journal contributionposted on 06.12.2017, 00:00 by S Thorne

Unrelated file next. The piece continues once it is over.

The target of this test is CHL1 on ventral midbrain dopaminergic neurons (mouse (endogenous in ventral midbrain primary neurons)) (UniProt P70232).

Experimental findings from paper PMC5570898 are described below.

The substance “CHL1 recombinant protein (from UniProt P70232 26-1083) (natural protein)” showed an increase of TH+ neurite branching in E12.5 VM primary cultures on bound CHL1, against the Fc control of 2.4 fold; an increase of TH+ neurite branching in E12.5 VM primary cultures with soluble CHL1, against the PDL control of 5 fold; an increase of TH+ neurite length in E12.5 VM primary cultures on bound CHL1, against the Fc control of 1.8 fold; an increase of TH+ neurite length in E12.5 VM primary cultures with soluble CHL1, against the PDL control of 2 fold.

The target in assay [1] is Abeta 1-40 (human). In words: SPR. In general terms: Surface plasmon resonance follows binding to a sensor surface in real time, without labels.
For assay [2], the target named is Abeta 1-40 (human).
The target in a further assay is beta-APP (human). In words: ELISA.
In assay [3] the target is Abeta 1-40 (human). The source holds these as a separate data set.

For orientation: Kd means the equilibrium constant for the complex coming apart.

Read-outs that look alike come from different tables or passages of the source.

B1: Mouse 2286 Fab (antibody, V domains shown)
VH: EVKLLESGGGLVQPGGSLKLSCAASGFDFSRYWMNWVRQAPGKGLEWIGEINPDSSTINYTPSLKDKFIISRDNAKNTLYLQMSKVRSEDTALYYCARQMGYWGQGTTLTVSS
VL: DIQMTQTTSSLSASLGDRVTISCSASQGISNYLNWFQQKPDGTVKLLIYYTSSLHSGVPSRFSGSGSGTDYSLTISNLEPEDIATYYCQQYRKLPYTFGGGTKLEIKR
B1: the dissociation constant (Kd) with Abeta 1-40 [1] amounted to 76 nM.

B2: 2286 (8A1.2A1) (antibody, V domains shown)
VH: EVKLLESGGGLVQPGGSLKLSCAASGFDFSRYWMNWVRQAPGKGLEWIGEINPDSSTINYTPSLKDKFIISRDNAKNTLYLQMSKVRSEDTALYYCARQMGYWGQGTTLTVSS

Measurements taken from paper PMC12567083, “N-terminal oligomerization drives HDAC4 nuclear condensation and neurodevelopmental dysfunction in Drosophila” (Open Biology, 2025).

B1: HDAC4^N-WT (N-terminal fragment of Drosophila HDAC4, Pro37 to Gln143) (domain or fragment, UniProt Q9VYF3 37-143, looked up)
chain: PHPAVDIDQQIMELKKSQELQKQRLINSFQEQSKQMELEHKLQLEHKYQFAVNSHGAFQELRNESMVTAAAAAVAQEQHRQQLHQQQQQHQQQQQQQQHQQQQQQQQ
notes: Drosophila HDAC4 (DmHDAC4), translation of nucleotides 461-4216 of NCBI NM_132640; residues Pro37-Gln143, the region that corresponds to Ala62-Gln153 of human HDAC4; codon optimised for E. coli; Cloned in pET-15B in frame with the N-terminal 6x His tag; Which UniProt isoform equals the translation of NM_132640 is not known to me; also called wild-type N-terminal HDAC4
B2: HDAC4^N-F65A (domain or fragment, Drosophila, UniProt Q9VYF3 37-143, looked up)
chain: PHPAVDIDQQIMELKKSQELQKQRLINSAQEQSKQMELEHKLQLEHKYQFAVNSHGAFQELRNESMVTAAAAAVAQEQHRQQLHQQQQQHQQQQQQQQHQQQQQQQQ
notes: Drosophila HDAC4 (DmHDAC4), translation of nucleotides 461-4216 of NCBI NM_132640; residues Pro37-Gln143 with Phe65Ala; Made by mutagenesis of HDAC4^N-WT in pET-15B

This paper investigates a peripheral space within the city of Melbourne which until the 21st century escaped the jurisdiction of any Melbourne Authority. Although geographically situated at the confluence of the Maribyrnong and Yarra Rivers, and bordered by the main road to the West and the Railroad; neither the Railways, the Harbour Trust, the MMBW, the City Council, nor the Crown Lands Dept. had responsibility for this land. Unfolding the repressed history of this space from the early days of white settlement, when the Aboriginal population were shunted to this unwanted swampland, the paper examines the processes of change at work on this site over the past two centuries, as it has evolved from the periphery to the front line of the new docklands precinct. From tip site to shantytown during the Depression, to wasteland, and now in the 21st century, to invaluable real estate, the historical and contemporary sense of Dudley Flats alters, as its identity swings from the otherness of destitution to the otherness of elitism. As a landscape haunted by displacement, loss and waste, the everyday lives of the women who inhabited this site during the Depression are taken up in my art practice. Themes of ‘making do' ‘getting by' scrounging and scavenging as Aussie traditions that flourished on this site are examined in light of my own creative process.